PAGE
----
13. One of my main problems is that the circuit breaker is not tripping, or else I'd automatically assume I needed to take a second look at the circuit requirements. But instead, the compressor has it's own little circuit protector built in, and it pops off. So while my shop circuit may be underrated (I'm actually getting ready to rewire the whole shop soon so I can run my welder, so power needs will be addressed soon). I don't think giving it a heavier circuit will stop the compressors built in protector from tripping. Maybe I'm misunderstanding? I'm no electrician, so that's highly likely.
  14. Hey ya'll, slightly uncommon question for this forum I'm sure, but I figure someone oughta have some ideas. I've currently got an 8 gallon oiled compressor from HF (I know, I want to upgrade asap, but there's more important things on my list first). Normally it runs great, it's not the best compressor out there, but works good. I've noticed however, as it's started getting cold around here it doesn't want to get started. I can't name a specific temp, but it seems like under 40F it starts getting cranky, It'll turn over a couple times, then stop and trip the built in circuit protector. If I fiddle with it long enough it'll finally get over that "hump" and start running, once it does, it's fine. I'm not sure if this is one of the electrical components underperforming because of the cold, or if the oil is getting thick enough that it's stalling the cheapo electric motor I'm sure they have on it. Thoughts? If it is the oil, should I change out the compressor oil in it for a thinner one? Thanks ya'll.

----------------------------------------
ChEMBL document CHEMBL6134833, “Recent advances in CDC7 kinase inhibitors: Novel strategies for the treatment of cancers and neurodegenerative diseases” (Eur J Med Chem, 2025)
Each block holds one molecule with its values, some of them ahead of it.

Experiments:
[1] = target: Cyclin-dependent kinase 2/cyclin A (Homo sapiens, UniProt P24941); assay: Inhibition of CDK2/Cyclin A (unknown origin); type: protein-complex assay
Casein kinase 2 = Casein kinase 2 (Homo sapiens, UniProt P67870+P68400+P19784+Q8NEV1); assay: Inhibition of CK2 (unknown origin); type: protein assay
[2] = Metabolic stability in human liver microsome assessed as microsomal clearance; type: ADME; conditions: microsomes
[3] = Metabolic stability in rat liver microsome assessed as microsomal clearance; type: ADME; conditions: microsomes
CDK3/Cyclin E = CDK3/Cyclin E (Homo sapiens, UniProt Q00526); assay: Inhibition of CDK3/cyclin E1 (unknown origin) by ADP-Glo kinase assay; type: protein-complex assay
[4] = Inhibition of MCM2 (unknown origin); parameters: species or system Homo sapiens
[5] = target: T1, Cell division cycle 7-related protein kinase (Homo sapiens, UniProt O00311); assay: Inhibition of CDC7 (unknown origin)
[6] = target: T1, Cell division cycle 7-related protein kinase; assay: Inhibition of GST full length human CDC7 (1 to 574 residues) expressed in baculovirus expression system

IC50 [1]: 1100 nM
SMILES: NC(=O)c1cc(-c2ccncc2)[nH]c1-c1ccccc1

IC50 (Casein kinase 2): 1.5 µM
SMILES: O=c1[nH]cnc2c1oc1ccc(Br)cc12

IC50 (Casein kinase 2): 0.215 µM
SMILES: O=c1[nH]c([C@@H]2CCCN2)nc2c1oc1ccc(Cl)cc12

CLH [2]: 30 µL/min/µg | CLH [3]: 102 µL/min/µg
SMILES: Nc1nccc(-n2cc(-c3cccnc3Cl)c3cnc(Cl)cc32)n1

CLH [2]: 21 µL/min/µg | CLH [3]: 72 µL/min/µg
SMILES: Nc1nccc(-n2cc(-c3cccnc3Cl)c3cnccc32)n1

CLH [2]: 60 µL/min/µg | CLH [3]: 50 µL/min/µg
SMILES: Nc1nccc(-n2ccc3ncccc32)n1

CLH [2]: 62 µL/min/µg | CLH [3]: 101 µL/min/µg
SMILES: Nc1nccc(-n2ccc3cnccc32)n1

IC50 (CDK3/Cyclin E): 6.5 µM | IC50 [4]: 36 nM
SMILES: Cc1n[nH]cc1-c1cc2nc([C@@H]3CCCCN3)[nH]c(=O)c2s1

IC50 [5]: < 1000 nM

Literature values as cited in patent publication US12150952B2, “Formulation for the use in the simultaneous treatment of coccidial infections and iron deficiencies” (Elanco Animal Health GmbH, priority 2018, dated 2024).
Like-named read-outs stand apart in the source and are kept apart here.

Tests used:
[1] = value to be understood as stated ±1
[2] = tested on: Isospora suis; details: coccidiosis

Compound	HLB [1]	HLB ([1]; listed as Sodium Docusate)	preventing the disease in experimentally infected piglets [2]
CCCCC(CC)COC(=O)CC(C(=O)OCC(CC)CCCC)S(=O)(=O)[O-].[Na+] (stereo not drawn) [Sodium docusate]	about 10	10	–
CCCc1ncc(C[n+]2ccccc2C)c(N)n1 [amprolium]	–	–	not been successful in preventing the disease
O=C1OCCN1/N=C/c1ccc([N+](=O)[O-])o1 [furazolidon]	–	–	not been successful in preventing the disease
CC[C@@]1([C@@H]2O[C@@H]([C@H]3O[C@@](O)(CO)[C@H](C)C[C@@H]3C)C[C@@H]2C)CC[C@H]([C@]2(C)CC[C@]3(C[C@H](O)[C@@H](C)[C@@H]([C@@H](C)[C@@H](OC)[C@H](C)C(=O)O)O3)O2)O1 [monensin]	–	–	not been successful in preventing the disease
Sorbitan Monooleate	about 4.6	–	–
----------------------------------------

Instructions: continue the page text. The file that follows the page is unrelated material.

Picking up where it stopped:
15. Hey Alan, thanks for the words, I've always found myself inspired by your work when it comes to tomahawks. The blade finish is a satin finish with a scotchbrite belt, and then several coats of cold blue. I find that even though it's hard to get a deep solid color with cold blue, I actually like the uneven finish. It gives it a slightly aged look (to me at least, lol). Thanks Sam, the handles are all Curly Maple, one of my favorite woods.